Rapid risk assessment: Carbapenem-resistant Enterobacteriaceae, 14 April 2016

Risk assessment
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European Centre for Disease Prevention and Control. Rapid risk assessment: Carbapenem-resistant Enterobacteriaceae – 8 April 2016. Stockholm: ECDC; 2016.

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​Carbapenem-resistant Enterobacteriaceae (CRE) pose a significant threat to patients and healthcare systems in all EU/EEA Member States. CRE infections are associated with high mortality, primarily due to delays in treatment and the limited availability of effective treatment options. New antibiotics which could replace carbapenems are not in sight.

This rapid risk assessment provides several options to reduce the risk of CRE, e.g. treatment options, transmission prevention and measures related to the healthcare system. 

Executive summary

The rapid spread of carbapenem-resistant Enterobacteriaceae (CRE) poses a significant threat to patients and healthcare systems in all EU/EEA Member States.

CRE infections are associated with high mortality, primarily due to delays in administration of effective treatment and the limited availability of effective treatment options. New antibiotics capable of replacing carbapenems, a last-line group of antibiotics used to treat patients infected with multidrug-resistant bacteria, are not likely to become available in the near future. Furthermore, CRE are adapted to spread in healthcare settings as well as in the community.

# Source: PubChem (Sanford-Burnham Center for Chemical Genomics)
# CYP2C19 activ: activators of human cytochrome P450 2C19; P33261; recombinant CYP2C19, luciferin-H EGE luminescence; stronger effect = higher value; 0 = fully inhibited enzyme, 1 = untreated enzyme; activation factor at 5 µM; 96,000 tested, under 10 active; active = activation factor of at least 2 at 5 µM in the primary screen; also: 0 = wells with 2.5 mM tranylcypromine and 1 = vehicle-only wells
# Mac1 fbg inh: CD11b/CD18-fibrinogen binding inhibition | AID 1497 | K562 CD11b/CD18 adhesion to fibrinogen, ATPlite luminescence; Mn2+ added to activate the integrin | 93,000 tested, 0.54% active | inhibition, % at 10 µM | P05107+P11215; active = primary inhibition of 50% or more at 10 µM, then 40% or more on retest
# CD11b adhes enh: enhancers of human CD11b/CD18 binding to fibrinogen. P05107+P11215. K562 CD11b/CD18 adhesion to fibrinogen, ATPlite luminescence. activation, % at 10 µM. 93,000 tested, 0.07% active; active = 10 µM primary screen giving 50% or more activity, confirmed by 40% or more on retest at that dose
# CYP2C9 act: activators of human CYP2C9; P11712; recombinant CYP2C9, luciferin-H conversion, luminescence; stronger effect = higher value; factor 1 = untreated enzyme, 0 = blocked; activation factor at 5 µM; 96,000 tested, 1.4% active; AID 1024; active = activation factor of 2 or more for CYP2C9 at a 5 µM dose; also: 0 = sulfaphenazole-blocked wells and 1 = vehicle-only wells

This ECDC risk assessment outlines the current and possible future risks for human health, the potential for spread both in healthcare settings and in the community, and cross-border aspects that must be taken into consideration both in EU/EEA Member States and in third countries. Options for action addressing these areas are presented in the risk assessment.

Options to prevent transmission of CRE in hospitals and other healthcare settings include: timely and appropriate laboratory investigation to avoid delay in appropriate treatment, good standard infection control practices, screening of patients considered at high risk of digestive tract carriage of CRE, enhanced control measures in healthcare settings (contact precautions, patient isolation or cohorting, and dedicated nursing) for patients who are CRE-positive, and the development of antimicrobial stewardship programmes. 

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